|Resources||InDesign Markup Language Resources|
You can use Smartling to translate the content of Adobe InDesign documents via file upload or via the Adobe InDesign Plugin. This article explores steps to translating InDesign files via file upload (drag & drop). If you are interested in integrating your InDesign with Smartling, consult your Smartling Representative about the Adobe InDesign Plugin.
Smartling supports files in the Adobe InDesign Markup Language format (IDML). IDML is a lightweight XML-based format that is ideal for data exchange with tools like Smartling.
IDML is most often used as a native file format for PDF documents. Once the IDML has been translated, post-translation production in the form of desktop publishing (DTP) takes place to produce the translated PDF. DTP can take time and resources in your translation process, so it is important to follow the steps outlined below for best results when translating Adobe InDesign Files.
Smartling does not support the Adobe InDesign native binary file format (.indd).
Preparing Adobe InDesign Files for Translation
Export to IDML
To translate Adobe InDesign files using Smartling, you or your designer must simply export the document to the IDML format (.idml).
Directives via API
IDML supports the
includeOriginalStrings parameter. By default,
true. This means that when downloading the translated version of the file if a translation is authorized but not published or prepublished, the source string will be present.
To exclude source content and incomplete translations from the translated file, you can set
Steps to Translating Adobe InDesign Files
- Ensure to create a Files Project for file translation management.
- Ensure track changes is switched off or all changes have been accepted/rejected.
- Once you're ready to translate the file, create a Job. If any content is ingested that should not be translated, you can exclude it from translation, should you need to. To get an idea of what the layout and display of the translated file will be, you can download a pseudo translated file. From here, you can decide if any adjustments are necessary to the source content.
- You can also provide instructions to provide context. By attaching a JPG or PDF export of the InDesign document in the original language and providing instructions about the document, you can create an excellent reference for translators to help them understand the context. Remember that not all translators can open the IDML file, so Smartling strongly recommends that you provide context via instructions.
- Furthermore, applying character limits to strings can help ensure translations are kept to a certain length.
- Translators can generate dynamic Visual Context from within the CAT Tool by clicking Generate document with the latest [language] translations button once they save translations.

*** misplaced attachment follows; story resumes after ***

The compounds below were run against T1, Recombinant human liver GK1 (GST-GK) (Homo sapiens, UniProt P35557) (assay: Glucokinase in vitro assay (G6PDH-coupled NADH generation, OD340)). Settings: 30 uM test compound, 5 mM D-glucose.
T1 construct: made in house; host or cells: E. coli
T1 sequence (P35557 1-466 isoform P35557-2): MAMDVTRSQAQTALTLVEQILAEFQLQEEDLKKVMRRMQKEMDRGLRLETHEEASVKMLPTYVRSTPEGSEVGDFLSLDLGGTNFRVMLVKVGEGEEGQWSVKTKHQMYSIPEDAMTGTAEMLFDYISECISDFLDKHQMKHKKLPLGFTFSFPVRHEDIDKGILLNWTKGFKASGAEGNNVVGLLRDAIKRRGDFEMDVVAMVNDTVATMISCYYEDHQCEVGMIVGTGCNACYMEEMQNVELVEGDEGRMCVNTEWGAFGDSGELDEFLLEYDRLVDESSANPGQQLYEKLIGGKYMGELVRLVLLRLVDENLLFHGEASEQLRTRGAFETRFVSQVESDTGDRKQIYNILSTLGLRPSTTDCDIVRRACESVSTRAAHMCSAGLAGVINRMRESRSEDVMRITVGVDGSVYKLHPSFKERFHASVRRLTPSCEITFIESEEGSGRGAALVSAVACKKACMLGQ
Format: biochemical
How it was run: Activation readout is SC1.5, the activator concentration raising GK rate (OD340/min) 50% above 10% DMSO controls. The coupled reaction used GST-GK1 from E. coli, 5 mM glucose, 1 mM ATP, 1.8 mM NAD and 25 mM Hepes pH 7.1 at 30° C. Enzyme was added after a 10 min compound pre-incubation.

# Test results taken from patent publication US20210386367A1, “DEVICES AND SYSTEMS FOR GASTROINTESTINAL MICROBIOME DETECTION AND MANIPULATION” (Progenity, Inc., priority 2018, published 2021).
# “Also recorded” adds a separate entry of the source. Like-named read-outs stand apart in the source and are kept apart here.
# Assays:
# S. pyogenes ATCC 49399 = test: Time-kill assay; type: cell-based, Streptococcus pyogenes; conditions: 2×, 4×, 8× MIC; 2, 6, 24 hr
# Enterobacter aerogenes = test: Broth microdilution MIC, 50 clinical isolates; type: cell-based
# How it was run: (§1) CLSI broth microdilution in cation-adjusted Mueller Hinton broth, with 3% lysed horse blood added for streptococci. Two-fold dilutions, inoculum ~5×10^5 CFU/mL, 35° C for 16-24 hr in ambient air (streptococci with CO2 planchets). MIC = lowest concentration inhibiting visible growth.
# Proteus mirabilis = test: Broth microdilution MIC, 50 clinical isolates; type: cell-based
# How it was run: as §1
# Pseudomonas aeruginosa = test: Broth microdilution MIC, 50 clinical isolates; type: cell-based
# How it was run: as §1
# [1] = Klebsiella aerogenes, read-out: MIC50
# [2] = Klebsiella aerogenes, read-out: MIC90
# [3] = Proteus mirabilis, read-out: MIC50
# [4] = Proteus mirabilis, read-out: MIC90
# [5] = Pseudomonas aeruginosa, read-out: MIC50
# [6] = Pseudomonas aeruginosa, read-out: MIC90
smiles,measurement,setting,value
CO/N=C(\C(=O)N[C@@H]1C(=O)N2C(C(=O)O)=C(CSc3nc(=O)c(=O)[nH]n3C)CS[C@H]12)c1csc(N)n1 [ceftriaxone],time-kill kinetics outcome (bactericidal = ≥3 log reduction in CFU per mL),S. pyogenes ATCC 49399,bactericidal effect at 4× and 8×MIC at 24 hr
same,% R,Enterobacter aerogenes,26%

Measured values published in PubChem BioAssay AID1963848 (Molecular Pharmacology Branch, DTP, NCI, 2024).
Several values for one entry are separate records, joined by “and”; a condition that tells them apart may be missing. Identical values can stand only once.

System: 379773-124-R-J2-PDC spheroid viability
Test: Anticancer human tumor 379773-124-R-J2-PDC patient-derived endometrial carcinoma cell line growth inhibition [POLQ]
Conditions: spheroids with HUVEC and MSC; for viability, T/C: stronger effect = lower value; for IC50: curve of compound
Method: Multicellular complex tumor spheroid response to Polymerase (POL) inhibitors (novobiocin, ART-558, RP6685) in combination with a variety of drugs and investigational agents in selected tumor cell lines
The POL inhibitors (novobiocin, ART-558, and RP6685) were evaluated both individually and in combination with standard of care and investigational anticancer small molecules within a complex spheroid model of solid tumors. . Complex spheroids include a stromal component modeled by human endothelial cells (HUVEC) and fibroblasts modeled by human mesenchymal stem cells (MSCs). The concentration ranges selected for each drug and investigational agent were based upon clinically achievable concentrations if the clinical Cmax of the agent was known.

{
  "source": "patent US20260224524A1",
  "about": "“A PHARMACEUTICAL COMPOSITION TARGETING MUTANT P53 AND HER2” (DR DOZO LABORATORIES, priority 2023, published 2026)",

- When translations are complete, download the published translations to your locale drive.
You or your design resource can open the file with all links intact and, if necessary, save it in the native Adobe InDesign (.indd) format for production, if needed.
If you need to convert a batch of Adobe InDesign files from their native file format (.indd) to InDesign Markup Language format (IDML), there are applications that can assist with the process.
Smartling only translates the text of the IDML file. Other data, such as fonts, are not changed. This means that if you are translating into a language with a non-Latin character set, such as Chinese, you may need to set new fonts with the appropriate character set before you can read your translated files. Only standard InDesign fonts are compatible in Smartling.
Troubleshooting Translated Adobe InDesign Files
When viewing and deploying translated Adobe InDesign files, it is important to remember that most fonts do not contain the characters necessary to display content in every language.
When you upload a file to Smartling, only the text of the file is captured and translated. This means that, when you download your translated file, its font may not support all the new characters. These characters will be displayed as empty boxes, sometimes referred to as ‘tofu’.
If you open a translated file, and it’s full of tofu, it doesn’t mean that the file is corrupted. It may just be that your current font can’t display the translation. To view these files, you need to have a font with the required characters.
Choosing an appropriate final font for your translated files is an important design decision, but if you just want to check your translations, a good place to start is with Google’s Noto collection of fonts. Noto fonts are available to support most languages and scripts.
For more information, read Best Practices for Adobe InDesign Translation.